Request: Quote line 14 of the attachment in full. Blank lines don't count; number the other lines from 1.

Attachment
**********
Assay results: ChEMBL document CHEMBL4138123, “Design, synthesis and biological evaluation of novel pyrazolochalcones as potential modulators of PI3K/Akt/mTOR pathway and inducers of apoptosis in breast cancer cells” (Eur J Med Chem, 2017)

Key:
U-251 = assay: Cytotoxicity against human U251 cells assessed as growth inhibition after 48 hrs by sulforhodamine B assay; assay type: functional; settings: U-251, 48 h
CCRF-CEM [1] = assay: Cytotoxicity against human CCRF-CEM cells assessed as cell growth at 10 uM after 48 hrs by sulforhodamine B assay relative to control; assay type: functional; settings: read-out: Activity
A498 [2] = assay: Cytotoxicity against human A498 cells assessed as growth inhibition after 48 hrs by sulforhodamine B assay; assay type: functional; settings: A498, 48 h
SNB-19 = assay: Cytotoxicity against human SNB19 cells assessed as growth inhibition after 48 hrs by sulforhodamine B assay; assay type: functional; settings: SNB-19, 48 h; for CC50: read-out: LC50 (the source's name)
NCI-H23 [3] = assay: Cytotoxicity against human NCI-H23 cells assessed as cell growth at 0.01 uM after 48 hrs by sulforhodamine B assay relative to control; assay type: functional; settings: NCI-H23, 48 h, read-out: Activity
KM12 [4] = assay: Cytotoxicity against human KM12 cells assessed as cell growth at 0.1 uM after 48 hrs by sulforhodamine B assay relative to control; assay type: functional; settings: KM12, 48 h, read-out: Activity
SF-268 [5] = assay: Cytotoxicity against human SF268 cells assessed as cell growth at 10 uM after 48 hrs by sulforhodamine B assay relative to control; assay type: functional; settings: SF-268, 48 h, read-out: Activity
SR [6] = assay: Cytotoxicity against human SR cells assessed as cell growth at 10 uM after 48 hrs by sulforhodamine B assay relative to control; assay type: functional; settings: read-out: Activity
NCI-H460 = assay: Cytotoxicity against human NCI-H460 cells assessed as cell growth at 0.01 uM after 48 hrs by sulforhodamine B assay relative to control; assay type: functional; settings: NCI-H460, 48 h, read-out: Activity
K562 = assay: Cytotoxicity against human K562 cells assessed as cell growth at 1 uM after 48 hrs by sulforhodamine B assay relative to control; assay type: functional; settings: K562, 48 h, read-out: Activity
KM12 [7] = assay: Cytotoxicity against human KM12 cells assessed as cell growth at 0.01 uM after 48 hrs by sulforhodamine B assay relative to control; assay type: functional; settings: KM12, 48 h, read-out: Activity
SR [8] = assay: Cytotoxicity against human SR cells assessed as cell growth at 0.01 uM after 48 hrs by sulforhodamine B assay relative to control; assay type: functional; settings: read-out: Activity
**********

SR [8] = assay: Cytotoxicity against human SR cells assessed as cell growth at 0.01 uM after 48 hrs by sulforhodamine B assay relative to control; assay type: functional; settings: read-out: Activity